Ti siña yo' maigo'. I cannot/could not sleep.
Mamaigo' si tåta. Dad is sleeping.
Manmamaigo' i famagu'on. The children are sleeping.
Ke ora para un maigo'? What time will you sleep?
Na' maigo'. To make sleep.
Na' maigo' i patgon. Make the child sleep.
Nana'maigo'. Somnolent. Sleep-inducing.
Nana'maigo' ayo na dåndan. That music makes one fall asleep.
Fanmaigu'an. Place of sleep. Dormitory. Remember the FAN+WORD+AN construct?
Fanmaigu'an månnok. Chicken coop.
Our language has some interesting expressions using the word maigo'.
Ti mamaigo' si Yu'us. Literally "God is not asleep." What we're saying here is that you better watch out; you may get away with it now, but one day it will be pay-back, for the whole time, God was not asleep and saw exactly what you did.
Malingo maigo'-ho. Literally "My sleep was lost." It means to sleep involuntarily.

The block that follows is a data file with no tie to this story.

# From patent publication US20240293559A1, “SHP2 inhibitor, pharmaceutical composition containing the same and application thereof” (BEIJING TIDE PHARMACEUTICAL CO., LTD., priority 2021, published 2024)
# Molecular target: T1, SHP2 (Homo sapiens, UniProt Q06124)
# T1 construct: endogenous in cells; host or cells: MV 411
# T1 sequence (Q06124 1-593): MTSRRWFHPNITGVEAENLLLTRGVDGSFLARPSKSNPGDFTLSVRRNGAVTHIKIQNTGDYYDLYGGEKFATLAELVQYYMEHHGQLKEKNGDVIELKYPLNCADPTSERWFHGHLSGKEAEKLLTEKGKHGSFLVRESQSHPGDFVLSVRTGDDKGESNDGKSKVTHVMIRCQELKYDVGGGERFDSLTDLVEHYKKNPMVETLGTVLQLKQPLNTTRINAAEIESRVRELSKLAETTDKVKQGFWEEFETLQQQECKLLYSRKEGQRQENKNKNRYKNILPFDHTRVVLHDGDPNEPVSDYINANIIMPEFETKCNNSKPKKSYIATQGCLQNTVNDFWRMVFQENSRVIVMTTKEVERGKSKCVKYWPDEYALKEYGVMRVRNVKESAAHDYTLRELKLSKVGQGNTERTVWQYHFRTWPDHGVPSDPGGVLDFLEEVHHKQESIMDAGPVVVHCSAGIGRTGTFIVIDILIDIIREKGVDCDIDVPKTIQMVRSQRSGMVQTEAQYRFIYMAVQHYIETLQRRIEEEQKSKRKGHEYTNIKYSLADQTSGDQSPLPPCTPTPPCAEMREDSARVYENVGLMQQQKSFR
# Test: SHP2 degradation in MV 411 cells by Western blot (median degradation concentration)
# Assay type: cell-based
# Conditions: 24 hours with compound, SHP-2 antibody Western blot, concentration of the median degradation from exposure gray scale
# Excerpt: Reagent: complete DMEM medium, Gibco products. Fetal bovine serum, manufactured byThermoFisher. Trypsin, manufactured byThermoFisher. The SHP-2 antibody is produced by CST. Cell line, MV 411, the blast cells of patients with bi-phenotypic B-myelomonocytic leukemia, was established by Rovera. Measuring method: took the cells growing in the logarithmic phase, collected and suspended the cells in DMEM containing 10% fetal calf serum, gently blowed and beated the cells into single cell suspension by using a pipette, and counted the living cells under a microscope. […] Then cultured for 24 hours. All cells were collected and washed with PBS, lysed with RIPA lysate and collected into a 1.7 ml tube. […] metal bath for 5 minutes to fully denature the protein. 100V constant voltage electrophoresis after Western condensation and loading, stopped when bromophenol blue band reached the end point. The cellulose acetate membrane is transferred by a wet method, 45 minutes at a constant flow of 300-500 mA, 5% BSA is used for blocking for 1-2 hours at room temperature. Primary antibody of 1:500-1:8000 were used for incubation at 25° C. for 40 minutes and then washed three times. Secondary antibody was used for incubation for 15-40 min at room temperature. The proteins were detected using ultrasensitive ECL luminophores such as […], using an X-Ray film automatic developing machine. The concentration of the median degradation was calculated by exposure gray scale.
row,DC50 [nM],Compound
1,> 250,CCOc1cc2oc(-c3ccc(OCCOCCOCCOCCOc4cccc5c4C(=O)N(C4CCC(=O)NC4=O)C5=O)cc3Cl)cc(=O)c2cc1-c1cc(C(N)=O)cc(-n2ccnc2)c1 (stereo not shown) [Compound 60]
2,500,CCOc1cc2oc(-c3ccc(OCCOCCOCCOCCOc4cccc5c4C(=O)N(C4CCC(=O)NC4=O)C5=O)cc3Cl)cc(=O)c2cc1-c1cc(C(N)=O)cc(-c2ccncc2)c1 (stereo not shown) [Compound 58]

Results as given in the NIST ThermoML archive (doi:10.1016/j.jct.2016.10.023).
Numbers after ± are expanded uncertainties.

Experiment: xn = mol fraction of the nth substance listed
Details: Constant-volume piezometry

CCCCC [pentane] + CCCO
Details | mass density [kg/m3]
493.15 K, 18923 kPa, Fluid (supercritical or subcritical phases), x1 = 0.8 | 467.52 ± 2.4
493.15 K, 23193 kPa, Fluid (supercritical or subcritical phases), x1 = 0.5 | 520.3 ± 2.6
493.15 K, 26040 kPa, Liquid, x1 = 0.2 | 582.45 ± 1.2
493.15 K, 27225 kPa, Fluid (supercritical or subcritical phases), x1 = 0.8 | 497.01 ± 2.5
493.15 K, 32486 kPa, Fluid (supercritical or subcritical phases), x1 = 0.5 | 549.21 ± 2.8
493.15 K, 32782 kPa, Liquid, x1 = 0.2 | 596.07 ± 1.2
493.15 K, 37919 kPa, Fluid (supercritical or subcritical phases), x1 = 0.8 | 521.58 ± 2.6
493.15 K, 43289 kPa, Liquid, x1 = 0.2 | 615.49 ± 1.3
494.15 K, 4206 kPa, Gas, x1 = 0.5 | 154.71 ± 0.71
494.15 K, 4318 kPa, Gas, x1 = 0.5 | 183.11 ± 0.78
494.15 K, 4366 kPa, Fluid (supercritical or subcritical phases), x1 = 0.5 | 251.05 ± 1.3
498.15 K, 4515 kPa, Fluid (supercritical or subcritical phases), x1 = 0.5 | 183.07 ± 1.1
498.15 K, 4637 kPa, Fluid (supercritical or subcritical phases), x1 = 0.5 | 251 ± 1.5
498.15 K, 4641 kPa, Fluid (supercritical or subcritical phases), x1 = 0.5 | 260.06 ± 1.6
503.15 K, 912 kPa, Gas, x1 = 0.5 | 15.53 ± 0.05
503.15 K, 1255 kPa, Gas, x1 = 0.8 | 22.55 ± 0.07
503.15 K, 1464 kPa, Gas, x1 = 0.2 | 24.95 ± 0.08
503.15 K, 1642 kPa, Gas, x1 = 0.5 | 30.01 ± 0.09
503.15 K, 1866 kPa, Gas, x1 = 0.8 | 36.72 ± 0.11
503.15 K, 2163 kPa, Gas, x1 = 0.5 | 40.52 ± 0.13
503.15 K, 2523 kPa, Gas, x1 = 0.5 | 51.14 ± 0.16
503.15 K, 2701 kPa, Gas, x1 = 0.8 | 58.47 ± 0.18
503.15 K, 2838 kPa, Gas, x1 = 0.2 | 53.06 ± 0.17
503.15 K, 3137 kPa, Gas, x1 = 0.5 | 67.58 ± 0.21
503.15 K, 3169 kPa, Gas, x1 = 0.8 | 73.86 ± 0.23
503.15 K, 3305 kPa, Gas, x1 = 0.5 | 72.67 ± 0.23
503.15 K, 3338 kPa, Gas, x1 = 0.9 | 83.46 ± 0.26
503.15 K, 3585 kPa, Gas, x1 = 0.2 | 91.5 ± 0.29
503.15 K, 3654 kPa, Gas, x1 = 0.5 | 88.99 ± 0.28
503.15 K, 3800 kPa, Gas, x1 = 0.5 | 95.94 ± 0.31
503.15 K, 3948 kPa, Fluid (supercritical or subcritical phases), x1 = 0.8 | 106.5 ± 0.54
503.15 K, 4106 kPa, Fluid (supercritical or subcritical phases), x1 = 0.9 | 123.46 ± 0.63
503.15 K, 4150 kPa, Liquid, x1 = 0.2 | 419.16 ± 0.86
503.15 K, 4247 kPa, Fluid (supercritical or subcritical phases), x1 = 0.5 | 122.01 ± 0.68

Joaquin : Håfa na atrasao hao mågi? (Why are you late in coming here?)
Jesus : Ai! Malingo maigo'-ho! (Ai! I fell asleep unexpectedly!)
To describe thickened or coagulated blood, the manamko' would say "I haga' ni i mamaigo'." Coagulated blood is "sleeping." I wonder if this has something to do with the condition of blood or other bodily fluids once a person has died. They follow the pull of gravity, settle at the lowest point and just sit there, sleeping.
I will never forget someone years ago saying that he was waiting in his car, and he started to "maigo' paluluma." "Bird sleep." Like the little birds perched on the tree branch who slip into sleep for a few seconds then awake with the slightest noise or movement.